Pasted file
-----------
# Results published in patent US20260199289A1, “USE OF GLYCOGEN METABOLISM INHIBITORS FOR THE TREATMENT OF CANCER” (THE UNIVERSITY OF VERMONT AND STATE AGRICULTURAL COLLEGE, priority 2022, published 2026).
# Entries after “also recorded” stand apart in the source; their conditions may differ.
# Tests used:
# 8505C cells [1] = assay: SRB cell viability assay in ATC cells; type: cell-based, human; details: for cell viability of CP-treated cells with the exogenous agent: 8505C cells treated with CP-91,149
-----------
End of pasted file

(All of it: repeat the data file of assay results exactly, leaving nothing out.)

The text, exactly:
# Results published in patent US20260199289A1, “USE OF GLYCOGEN METABOLISM INHIBITORS FOR THE TREATMENT OF CANCER” (THE UNIVERSITY OF VERMONT AND STATE AGRICULTURAL COLLEGE, priority 2022, published 2026).
# Entries after “also recorded” stand apart in the source; their conditions may differ.
# Tests used:
# 8505C cells [1] = assay: SRB cell viability assay in ATC cells; type: cell-based, human; details: for cell viability of CP-treated cells with the exogenous agent: 8505C cells treated with CP-91,149